Improper bathroom or kitchen fan exhaust
Dryer exhaust vents, kitchen exhaust fans and bathroom exhaust fans are designed to pump moisture OUT of your home. So make sure that they terminate outside your home and NEVER in the attic.
Also plumbing stacks in the attic can be a source of condensation, which can lead to attic mold growth. Plumbing stacks can also emit hazardous gasses, so make sure that they do not terminate inside the attic.
Roof issues that cause mold in your attic
Roof leaks will often lead to a small, localized area of attic mold near where the leak is occurring.
Below are a few ways to check for possible roof leaks:
Check for areas of dark discoloration/staining of wood (e.g. rafters, sheathing, joists, attic side of fascia boards, etc.).
Check roof valleys (i.e. where two roofs join at an angle), which are highly susceptible to roof leaks.
Observe vents, plumbing stacks, chimneys, attic windows and any portion of the attic/roof where dissimilar materials join each other (including flashings). These places are hotbeds for potential moisture intrusion.
Wait before replacing your roof
You almost never need to replace a roof because of attic mold. You may need to replace the roof for other reasons –like the roof is in really poor condition due to age and wear and tear (which lead to mold growth).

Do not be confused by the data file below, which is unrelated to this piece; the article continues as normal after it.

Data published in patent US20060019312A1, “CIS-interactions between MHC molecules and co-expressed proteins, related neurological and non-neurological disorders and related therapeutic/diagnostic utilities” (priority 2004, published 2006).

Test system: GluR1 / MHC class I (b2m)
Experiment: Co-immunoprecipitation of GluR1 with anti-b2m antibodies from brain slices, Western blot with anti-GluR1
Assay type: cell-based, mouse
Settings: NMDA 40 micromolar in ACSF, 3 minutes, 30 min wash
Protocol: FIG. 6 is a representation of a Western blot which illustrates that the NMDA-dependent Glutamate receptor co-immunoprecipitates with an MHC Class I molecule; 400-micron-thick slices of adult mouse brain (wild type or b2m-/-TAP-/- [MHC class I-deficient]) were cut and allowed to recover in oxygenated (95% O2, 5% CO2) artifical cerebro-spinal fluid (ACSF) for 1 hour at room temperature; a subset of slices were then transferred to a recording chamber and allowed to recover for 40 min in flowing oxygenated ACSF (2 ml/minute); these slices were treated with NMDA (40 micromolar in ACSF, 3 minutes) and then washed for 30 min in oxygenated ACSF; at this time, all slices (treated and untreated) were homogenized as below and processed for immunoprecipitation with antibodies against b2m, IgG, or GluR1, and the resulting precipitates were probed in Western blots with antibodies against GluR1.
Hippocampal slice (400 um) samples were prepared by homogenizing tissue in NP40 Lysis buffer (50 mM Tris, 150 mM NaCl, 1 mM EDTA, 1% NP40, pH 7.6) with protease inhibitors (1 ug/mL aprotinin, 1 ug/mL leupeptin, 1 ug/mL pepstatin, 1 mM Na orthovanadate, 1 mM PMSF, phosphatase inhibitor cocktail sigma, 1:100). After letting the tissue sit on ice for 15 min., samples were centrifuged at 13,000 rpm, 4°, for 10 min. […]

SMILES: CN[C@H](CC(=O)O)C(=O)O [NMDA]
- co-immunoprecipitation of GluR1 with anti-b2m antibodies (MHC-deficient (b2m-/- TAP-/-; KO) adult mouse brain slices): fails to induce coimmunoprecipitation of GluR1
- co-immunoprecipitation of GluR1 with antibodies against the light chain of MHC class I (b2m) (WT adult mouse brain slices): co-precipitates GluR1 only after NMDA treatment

Removing mold from your attic
DIY attic mold removal
Attics are probably the most dangerous area of your home. They are extremely dangerous even for experienced mold technicians who have done countless attic mold removal jobs. One wrong step and you could fall through the floor joists and cause yourself serious injury.
If you think you have mold in other areas of your home, check out our guide of resources for killing mold at home.
We have advised and helped many DIYers fix minor mold problems on their own over the years in other areas of the home (e.g. basement & crawlspace mold, bathroom mold). But attic mold is a different story due to the safety risk and difficulty of the job. Therefore, we only recommend attic mold remediations be done by mold professionals or highly capable DIYers in good physical condition.
Hiring a professional to remove mold in your attic